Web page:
by Graeme Mullen
Last call was closing in and after many hours of sitting in the same spot I could no longer tell where my body ended and the bar began. The funk of the place was all up in my lungs, drenched in malevolence sloughed off with the sweat of the patrons. They had started to turn on me again, and the barstool beneath me was starting to feel like a stinger growing out of my ass. A prop stinger, I guess, with the venom switched out for saline. I say that because it was, and is, strictly prohibited to actually kill anyone in my line of work.
The Protocol Manual, in its infinite wisdom, gives a hard out at seventy-two hours. My assignment, dubbed the Handlebarbarian by some joker up at Switchboard, had already clocked seventy-one. A new District record that I had no desire to hold.
He was said to be the most violent man in America. Twin bloodlines tracing back to Ghengis Khan and Jesse James, snaked together like a pair of vipers on a biker tattoo. A tattoo that he himself possessed, along with many others. Heartland folklore, and maritime crests, and a love letter to a woman who’d ended up slapping down a restraining order. The ink on the Handlebarbarian could’ve fueled a Sunday paper route.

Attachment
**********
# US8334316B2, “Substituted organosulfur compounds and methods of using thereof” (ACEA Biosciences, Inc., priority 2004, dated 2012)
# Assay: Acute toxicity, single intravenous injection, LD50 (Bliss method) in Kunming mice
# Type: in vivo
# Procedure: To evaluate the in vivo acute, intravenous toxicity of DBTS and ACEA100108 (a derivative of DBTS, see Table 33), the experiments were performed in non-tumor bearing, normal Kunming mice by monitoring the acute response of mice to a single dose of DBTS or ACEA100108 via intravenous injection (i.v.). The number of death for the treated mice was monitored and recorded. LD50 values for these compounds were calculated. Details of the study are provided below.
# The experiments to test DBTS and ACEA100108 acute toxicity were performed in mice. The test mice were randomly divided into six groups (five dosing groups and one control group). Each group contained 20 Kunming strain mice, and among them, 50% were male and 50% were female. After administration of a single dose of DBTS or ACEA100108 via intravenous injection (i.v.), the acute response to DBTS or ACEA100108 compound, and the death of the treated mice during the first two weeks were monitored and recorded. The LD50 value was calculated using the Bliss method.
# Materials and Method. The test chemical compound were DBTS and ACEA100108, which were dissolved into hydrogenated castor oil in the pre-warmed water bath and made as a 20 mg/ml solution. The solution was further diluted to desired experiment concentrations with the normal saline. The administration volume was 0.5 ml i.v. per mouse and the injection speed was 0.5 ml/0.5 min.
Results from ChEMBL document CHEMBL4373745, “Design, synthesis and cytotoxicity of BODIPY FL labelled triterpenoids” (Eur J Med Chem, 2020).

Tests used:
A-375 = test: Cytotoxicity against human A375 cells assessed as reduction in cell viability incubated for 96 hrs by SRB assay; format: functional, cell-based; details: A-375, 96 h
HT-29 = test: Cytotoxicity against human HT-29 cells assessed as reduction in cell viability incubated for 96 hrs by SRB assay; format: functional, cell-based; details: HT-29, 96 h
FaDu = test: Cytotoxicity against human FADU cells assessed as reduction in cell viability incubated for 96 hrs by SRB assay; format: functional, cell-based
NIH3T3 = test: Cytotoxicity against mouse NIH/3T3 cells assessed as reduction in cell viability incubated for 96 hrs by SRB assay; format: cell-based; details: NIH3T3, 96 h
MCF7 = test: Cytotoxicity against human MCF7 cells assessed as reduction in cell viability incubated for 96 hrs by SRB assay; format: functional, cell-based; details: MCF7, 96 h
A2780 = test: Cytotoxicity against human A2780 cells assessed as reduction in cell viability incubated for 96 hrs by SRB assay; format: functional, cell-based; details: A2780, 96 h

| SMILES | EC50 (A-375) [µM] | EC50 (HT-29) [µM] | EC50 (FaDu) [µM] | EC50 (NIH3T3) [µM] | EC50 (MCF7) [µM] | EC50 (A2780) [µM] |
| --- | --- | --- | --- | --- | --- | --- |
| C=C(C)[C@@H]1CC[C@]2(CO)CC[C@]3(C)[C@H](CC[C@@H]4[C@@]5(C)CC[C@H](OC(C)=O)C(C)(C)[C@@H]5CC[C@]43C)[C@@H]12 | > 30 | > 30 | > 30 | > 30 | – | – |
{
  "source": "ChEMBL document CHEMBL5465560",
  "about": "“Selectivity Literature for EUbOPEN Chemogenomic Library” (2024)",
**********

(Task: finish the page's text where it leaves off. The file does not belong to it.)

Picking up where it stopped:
He was a high practitioner in the art of the bar fight. At the age of nine, he’d taken on his own father in a brawl and would’ve won if the old man hadn’t managed to snatch up a cast iron spittoon for the last blow. He’d been fighting the same fight ever since, thousands of times over, without a single loss.
His only companion was a potbellied pig that was more vicious than any pit bull. He would buy the pig shots of Wild Turkey at the bar and it would go feral and gnash at the other patrons. Its teeth were weaponized beyond those of any farmyard pig; the Handlebarbarian sharpened them daily with a toenail file.
Most of the women of the town were too afraid to go to bed with him, and those who had were missing chunks of earlobe and had ugly marks up and down their thighs. It was said that the marks were burns from his moustache, which had the grit of steel wool and would glow hotter than a space heater when he was going to town on a fresh slab of pussy.
Three nights in another man’s bar and you can come to know a great deal about him. Usually, all of it will be lies.